The Potential of AI: A Game-Changing Investment
AI has taken center stage in the tech sector following the launch of Microsoft-backed OpenAI's ChatGPT bot in November. With this, experienced investors find themselves exploring undervalued opportunities in a space that seems to be brimming with potential yet carries the risk of becoming overvalued.
Shares in AI and tech companies have soared since ChatGPT's release, showcasing the enormous economic implications of AI. For instance, Nvidia (NVDA.O), the company producing computer chips for AI systems, saw its shares double, while AI software company C3.AI and Palantir Technologies (PLTR.N) also saw considerable upticks.
The primary driver behind this investment wave is the revolutionary technology known as generative AI. This type of AI learns from vast datasets to create text, images, and computer code, and its applications promise to revolutionize industries such as video editing, recruitment, and legal work. Consultancy PwC predicts AI-related productivity savings and investments could generate a staggering $15.7 trillion worth of global economic output by 2030, nearly equal to China's GDP.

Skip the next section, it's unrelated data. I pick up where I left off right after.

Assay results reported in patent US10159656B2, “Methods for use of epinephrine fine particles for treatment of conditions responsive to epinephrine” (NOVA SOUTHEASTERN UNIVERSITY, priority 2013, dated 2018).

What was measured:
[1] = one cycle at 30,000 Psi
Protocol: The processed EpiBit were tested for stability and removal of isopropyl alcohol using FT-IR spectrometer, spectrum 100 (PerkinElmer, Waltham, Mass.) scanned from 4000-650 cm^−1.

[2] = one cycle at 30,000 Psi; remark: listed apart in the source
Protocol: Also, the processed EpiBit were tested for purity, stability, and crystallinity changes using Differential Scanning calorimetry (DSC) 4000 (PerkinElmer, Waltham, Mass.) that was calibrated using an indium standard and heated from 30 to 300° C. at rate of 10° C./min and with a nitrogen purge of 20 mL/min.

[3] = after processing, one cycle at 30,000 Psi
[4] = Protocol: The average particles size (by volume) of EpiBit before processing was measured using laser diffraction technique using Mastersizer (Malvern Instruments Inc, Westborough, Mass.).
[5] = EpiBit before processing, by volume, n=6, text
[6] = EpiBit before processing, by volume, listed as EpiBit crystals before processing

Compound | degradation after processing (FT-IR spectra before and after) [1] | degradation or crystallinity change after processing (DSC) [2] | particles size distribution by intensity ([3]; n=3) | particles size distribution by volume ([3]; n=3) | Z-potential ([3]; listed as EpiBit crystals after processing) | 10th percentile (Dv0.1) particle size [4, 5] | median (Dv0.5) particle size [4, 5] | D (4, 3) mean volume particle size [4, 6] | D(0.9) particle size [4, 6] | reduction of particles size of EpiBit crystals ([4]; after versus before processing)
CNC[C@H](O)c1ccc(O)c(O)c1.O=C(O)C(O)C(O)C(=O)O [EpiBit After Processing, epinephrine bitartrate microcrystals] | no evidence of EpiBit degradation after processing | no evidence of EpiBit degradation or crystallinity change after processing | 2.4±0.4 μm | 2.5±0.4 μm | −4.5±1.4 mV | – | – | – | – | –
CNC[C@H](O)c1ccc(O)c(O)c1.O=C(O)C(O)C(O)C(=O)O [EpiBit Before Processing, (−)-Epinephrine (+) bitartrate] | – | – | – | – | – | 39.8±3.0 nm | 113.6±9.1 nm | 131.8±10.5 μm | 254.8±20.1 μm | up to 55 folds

An Investor's Conundrum: Jump In or Wait Out?
While the figures are tantalizing, investors face a conundrum. Should they join the AI train now, or exercise caution, given regulators' growing concerns about AI's potentially disruptive impact? As Niall O'Sullivan, chief investment officer of multi-asset for EMEA at Neuberger Berman, puts it, "There are clearly going to be winners in all this," but it's hard to foresee where exactly those victories lie.
Some seasoned investors advocate a cautious approach. They see merit in backing already proven tech companies poised to benefit from the long-term AI trend, instead of hot startups or high-valued AI-themed businesses that might not deliver. Tech fund manager Alison Porter, for instance, points out that we are still in the early stages of AI use cases and advocates for large tech groups like Microsoft (MSFT.O) and Alphabet (GOOGL.O) with "strong balance sheets" and the ability to invest in diverse technology advances.
The Hype Cycle: Walking the Fine Line
Investors also need to be wary of the hype cycle, which often starts with a trigger, followed by inflated expectations and then disillusionment. In this context, the launch of ChatGPT could be seen as the trigger. The question, as Mark Hawtin of GAM Investments raises, is where AI currently stands in this cycle, and how best to get exposure to the theme without picking an overvalued option.
The Picks and Shovels Approach
Some investors, like Janus' Porter, recommend supporting established companies that could become "big beneficiaries in terms of providing infrastructure" for future AI trends. These "picks and shovels" companies are critical to enabling new AI technology. Given that AI systems require huge volumes of data to learn from, companies that deal with data storage and hard drives, such as Seagate Technology (STX.O), and chipmaker Marvell Technology, can be appealing investments.